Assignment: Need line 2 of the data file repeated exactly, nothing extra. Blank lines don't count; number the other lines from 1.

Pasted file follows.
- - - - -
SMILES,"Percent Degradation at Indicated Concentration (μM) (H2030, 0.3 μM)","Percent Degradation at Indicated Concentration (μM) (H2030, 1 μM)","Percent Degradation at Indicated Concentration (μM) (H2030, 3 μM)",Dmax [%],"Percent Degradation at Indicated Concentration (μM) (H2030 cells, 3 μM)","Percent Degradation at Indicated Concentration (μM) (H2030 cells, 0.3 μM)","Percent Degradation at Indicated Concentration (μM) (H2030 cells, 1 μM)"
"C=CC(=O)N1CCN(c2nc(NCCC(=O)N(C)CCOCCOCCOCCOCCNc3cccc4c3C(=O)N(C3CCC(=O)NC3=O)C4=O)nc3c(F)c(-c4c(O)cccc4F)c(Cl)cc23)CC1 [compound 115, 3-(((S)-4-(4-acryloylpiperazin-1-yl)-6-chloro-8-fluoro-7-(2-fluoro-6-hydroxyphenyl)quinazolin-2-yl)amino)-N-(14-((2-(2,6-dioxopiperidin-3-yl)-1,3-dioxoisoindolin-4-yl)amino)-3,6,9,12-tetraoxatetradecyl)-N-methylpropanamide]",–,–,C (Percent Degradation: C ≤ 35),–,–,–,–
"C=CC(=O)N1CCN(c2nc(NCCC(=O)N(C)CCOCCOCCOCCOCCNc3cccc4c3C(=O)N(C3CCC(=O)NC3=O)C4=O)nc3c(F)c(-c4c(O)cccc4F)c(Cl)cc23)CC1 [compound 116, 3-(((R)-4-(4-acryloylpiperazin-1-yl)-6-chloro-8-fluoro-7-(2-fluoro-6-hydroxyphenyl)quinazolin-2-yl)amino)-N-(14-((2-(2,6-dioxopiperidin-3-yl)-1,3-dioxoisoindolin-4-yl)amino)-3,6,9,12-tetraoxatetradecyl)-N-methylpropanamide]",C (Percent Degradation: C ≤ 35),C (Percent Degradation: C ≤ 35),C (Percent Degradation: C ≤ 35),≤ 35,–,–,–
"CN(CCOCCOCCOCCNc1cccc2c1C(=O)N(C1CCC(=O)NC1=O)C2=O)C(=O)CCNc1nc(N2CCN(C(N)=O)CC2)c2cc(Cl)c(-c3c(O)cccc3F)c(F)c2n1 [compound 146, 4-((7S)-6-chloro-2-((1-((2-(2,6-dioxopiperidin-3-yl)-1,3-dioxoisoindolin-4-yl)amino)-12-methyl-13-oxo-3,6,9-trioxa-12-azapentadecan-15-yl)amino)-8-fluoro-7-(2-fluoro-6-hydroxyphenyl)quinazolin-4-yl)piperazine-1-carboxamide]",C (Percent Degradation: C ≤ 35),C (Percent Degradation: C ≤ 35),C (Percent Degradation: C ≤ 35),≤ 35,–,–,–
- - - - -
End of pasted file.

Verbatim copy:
"C=CC(=O)N1CCN(c2nc(NCCC(=O)N(C)CCOCCOCCOCCOCCNc3cccc4c3C(=O)N(C3CCC(=O)NC3=O)C4=O)nc3c(F)c(-c4c(O)cccc4F)c(Cl)cc23)CC1 [compound 115, 3-(((S)-4-(4-acryloylpiperazin-1-yl)-6-chloro-8-fluoro-7-(2-fluoro-6-hydroxyphenyl)quinazolin-2-yl)amino)-N-(14-((2-(2,6-dioxopiperidin-3-yl)-1,3-dioxoisoindolin-4-yl)amino)-3,6,9,12-tetraoxatetradecyl)-N-methylpropanamide]",–,–,C (Percent Degradation: C ≤ 35),–,–,–,–